5. Authority - we have a deep-seated sense of duty to authority

6. Scarcity - something is more valuable when it is less available

I find that in my own life, these 6 principles are remarkably powerful and have the ability to explain a lot of the behavior I observe as a father, teacher, and priest. We would all benefit from memorizing and mastering these six principles. They are simple but extremely powerful. My daughter read this book when she was 14 or 15, and I had to wrestle with her to get it back because she loved it so much! I only hope she doesn't begin using the principles against me!

One of the best parts of the book is the wonderful examples of each principle that Cialdini provides. An experiment to demonstrate the principle of authority, conducted by Stanley Milgram, is the classic example. In this experiment, two volunteers show up to help with an experiment, purportedly to test the effect of punishment on learning and memory. A researcher in a lab coat with a clipboard explains the experiment to the volunteers and that one is to take the role of the Teacher, who will administer increasingly higher levels of electric shock to the other volunteer, the Learner. Every time the Learner got a question incorrect, the Teacher was to administer a higher level of shock. However, the real experiment was to test how willing the Teacher was to administer pain to the innocent Learner, who was not really another volunteer but an actor pretending to be in increasing stages of pain. The results shocked everyone, for Milgram discovered that about two-thirds of the subjects were willing to administer the highest level of electric shock. The reason? Their deep-seated duty to authority.

Influence is filled with many such fascinating and useful examples of how our lives are influenced by others. I highly recommend the book to all readers, for influence is something common to us all, for good or for evil.
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48 of 51 people found the following review helpful
5.0 out of 5 stars Each edition sells, July 5, 2009
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Isn't it amazing how each new edition of this great book sells even better than the previous one? And it does so for for one reason, the information works.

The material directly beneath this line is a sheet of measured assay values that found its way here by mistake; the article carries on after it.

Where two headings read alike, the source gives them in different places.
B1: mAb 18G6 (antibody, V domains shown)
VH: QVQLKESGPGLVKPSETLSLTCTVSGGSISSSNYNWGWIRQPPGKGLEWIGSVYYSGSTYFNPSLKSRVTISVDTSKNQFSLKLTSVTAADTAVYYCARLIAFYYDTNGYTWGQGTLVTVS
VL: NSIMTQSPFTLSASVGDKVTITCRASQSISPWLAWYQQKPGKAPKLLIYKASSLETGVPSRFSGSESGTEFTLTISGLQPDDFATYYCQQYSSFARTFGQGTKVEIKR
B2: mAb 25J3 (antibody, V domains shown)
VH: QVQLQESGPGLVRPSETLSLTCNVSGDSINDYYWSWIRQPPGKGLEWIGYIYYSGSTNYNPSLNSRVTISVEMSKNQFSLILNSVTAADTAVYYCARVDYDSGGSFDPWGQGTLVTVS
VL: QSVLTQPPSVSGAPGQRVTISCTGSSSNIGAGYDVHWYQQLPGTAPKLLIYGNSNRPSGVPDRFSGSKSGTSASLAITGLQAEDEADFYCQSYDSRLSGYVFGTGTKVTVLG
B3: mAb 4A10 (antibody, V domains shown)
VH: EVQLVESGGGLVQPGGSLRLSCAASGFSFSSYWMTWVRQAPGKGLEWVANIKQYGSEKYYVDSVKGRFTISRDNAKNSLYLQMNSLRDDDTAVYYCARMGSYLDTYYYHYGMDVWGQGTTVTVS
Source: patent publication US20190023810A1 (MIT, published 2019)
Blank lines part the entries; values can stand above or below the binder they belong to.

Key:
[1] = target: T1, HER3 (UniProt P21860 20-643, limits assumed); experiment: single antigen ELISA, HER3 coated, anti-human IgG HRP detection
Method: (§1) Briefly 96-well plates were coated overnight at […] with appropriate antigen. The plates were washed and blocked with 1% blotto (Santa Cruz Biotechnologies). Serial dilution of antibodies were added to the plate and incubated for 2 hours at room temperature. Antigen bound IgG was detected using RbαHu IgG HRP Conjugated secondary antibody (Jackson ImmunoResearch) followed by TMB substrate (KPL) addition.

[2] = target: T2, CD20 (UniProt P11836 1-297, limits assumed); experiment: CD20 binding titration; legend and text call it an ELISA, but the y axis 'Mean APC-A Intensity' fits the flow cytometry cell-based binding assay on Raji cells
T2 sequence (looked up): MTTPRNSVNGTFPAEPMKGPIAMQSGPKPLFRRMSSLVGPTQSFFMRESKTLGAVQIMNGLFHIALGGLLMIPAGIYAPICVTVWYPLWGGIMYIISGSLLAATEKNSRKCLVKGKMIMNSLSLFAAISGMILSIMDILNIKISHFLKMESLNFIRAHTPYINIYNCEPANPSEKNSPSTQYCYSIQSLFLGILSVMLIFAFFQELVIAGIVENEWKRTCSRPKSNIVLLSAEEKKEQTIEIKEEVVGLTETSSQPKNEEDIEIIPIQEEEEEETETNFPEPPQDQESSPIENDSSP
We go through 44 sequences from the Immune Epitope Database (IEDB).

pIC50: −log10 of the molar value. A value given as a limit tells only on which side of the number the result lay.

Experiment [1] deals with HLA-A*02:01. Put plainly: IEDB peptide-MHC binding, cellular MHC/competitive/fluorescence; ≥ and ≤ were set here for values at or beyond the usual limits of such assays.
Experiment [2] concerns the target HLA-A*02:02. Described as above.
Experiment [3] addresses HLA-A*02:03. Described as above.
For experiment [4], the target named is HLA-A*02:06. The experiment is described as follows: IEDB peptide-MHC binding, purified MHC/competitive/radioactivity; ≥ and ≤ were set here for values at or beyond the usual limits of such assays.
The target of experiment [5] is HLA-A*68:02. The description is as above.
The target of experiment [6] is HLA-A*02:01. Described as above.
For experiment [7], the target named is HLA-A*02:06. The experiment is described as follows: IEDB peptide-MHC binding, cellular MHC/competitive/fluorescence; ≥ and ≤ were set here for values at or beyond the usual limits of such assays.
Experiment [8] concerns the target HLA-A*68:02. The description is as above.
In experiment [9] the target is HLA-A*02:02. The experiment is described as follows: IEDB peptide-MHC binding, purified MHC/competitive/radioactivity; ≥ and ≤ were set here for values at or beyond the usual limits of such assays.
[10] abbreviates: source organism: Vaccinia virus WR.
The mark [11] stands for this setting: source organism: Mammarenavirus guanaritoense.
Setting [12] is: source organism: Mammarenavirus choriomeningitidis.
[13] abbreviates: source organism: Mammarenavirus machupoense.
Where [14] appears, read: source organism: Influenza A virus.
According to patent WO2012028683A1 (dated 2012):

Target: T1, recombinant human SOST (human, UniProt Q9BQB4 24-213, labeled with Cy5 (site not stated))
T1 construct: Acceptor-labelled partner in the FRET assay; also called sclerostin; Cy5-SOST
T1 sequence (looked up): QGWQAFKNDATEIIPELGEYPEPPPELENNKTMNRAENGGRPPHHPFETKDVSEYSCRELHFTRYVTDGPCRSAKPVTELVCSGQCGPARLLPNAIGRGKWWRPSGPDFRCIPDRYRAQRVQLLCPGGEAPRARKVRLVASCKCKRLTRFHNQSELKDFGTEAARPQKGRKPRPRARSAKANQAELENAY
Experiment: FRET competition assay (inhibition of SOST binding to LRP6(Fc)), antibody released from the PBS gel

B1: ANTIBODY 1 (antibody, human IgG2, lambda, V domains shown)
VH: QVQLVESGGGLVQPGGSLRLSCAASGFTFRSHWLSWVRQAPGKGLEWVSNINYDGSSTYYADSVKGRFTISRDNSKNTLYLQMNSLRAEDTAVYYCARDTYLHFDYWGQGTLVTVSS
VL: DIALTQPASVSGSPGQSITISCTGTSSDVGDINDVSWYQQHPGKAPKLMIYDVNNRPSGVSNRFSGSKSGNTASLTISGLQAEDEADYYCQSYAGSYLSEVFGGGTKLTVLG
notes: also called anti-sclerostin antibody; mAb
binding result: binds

"Influence" by Robert Cialdini teaches us the basics of how people are influenced. It breaks influence into six key factors:
1. Reciprocation
2. Consistency and Commitment
3. Social Proof
4. Authority
5. Liking (the person who is trying to influence us)
6. Scarcity

Each of the above points is detailed in a chapter. Academic studies and examples are given in a very engaging fashion. Some of the studies are for the birds. For example, mother turkeys, who are known to be caring parents (as far as birds go), tend to respond only to the "cheep-cheep" sound of their chicks.

Hearing the cheep-cheep, the mother turkey coddles and cares for the young turkey chick. It is a short-cut response that nature has given turkeys to know how to behave. It tends to work well in nature. But, tricky scientists recorded the cheep-cheep sound and placed the recording into a stuffed Polecat, the natural enemy of the turkey, and found that the mother turkeys adopted the stuffed polecat. Coddled it and cared for it.

That was quite amazing, as the usual response of a mother turkey to a stuffed Polecat without the cheep-cheep recording is an outright assault on the Polecat. This reflexive behavior tends to work most of the time, but sometimes is inappropriate. The mother turkey is responding in what Cialdini refers to as a "click, whir" method. Once some reactor sets off a signal (click), the mother turkey plays its own internal tape (whir) which signifies the appropriate response.